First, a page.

Companies like Unilever and Albert Heijn founded a hallmark for sustainable palm oil, called the Round Table of Sustainable Palm Oil (RSPO). The plantations have to be checked, and receive a certificate when all is well. Unilever and Albert Heijn only buy products containing palm oil of certified plantations. It is suprising, however, that some IOI plantations were able to receive said certificate.
Oxfam Novib, a Dutch affiliate of the international organisation Oxfam, is part of the RSPO’s board. However, IOI Group was a co-founder and fellow board member at RSPO. Unilever had even already stated that they wouldn’t amerce IOI!
This evening I was confronted with another image: orangutans kept and taken care of by Dr Ian Singleton. They are a critically endangered species, with approximately 7,000 left on Sumatra (the Sumatran orangutan) and still decreasing (see the IUCN Red List)
In about 20 years time, one-third of Sumatra’s rain forest has been cut down in favour of paper and palm oil plantations. This also means that one-third of the Sumatra orangutans’ habitat has been destroyed. Besides illegal capturing and trade, and the shooting of these highly intelligent great apes, destruction of their habitat put the species in great jeopardy.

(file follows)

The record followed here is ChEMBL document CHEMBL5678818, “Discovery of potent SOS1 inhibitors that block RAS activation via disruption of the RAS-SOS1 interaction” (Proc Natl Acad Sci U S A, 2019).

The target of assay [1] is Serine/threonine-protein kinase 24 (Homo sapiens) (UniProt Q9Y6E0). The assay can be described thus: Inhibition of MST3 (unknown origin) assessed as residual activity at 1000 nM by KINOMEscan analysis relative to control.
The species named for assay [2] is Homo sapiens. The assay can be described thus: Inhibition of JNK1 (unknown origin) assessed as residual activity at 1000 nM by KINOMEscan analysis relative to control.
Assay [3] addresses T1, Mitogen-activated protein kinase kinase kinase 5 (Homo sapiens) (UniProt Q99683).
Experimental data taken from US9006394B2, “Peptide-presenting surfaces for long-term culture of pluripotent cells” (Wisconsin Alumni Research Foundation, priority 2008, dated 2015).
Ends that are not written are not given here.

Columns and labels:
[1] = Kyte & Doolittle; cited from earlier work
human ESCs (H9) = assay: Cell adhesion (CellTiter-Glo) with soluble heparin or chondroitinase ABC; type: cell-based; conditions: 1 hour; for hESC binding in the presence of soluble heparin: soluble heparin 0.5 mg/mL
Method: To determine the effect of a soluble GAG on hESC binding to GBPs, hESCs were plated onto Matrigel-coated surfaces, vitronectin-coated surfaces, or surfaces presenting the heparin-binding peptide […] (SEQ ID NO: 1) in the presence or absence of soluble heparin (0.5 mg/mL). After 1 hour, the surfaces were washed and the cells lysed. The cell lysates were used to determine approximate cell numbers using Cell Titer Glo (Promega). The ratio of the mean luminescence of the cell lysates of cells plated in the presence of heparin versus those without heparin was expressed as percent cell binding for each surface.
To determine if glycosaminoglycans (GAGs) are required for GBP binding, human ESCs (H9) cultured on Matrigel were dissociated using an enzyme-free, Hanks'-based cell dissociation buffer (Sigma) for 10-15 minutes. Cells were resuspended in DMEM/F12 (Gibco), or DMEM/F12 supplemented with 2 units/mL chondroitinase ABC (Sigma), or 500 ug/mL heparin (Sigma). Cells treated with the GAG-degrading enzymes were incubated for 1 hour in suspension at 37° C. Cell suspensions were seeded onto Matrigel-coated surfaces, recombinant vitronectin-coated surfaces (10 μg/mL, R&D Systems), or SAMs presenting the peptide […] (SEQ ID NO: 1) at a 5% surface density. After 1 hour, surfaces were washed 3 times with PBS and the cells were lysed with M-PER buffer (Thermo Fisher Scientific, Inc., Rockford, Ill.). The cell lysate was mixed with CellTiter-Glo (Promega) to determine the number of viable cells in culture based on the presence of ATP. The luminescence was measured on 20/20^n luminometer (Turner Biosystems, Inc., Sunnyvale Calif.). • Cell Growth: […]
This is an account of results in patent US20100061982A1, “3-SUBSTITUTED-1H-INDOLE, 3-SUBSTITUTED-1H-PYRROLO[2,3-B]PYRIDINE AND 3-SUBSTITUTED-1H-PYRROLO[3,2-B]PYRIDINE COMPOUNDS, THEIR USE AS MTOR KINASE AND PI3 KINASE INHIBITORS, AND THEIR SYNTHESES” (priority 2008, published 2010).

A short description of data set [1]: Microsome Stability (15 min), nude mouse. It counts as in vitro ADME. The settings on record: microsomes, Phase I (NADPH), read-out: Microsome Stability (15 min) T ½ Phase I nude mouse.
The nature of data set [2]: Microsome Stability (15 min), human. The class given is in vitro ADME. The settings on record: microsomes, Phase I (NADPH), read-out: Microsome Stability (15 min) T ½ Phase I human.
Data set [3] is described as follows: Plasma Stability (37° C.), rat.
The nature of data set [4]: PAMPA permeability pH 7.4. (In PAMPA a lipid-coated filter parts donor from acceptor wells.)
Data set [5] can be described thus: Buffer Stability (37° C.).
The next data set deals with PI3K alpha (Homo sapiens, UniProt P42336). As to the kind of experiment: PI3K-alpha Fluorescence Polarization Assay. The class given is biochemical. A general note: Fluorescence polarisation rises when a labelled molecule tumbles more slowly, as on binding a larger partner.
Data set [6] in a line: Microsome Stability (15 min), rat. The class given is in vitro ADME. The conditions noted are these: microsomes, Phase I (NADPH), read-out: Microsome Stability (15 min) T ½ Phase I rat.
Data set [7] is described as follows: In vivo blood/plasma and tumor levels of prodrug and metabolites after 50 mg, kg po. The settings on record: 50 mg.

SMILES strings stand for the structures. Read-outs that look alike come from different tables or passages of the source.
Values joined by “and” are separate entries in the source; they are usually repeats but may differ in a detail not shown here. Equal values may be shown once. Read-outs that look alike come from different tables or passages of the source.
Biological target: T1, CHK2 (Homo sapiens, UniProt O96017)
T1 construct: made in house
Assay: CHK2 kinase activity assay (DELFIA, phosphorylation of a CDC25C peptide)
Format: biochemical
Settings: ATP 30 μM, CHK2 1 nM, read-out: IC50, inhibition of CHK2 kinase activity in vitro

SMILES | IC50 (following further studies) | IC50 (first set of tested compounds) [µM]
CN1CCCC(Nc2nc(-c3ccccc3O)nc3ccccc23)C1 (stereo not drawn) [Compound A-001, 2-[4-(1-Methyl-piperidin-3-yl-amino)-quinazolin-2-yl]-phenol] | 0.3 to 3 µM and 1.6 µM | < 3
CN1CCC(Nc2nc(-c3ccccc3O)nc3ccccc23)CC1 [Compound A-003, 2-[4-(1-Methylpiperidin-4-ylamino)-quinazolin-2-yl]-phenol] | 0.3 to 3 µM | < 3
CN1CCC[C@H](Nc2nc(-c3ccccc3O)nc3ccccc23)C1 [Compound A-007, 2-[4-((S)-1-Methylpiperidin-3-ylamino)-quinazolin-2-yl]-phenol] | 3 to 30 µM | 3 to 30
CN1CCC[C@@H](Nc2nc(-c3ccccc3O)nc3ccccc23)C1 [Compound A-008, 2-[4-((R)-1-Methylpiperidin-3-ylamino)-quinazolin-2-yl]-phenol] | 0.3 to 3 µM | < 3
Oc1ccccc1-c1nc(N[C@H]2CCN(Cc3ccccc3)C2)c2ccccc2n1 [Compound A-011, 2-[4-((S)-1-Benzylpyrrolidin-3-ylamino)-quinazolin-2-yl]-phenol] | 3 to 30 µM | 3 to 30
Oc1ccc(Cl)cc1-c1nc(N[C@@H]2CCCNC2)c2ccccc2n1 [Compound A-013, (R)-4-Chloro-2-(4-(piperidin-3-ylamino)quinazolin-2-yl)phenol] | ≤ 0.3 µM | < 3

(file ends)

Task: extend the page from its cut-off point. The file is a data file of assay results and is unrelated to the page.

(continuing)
If these arguments are still not enough for you, the public, to become more aware of the existence and use of palm oil in our products, I’ll add that palm oil isn’t even all that good for your health.
The World Health Organization recommends caution when consuming palm oil. They state that there is convincing evidence of its contribution to an increased risk at cardiovascular diseases. Furthermore, an analysis of 23 countries has found that there was a rise in ischemic heart disease deaths for each kilogram of palm oil added to the diet annually.
It would be such a waste to lose such an incredible place on earth and be responsible for the disappearance of the orangutan. So, try to be aware of the products you consume. Don’t merely consume with your stomach and your eyes. Consume with your mind and your heart.
The new upper school at my school has been in existence for about six months now, and I have already learned a lot.
First off, before starting a new upper school, you should always make sure that your lower school is up to par. Right now we’re dealing with students that are not at the level they are supposed to be at and they’re kicking the dirt. This can be extremely frustrating for the students, their parents, and their teachers. I am class teacher of one of the two groups and I get e-mails and lectures from colleagues on how bad these students are doing, that they’re not doing their work, that their level is too low and that they’ll just not make it.
When talking to various parents on parent-teacher night, they asked me how I thought this was possible. Fact of the matter is that the students have been pampered and spoiled in their first three years at our school and now we are asking them to show skills that we have actually never taught them. This means we’ll need to play a game of catch-up, because the students really need these skills for the present, but also for their future education.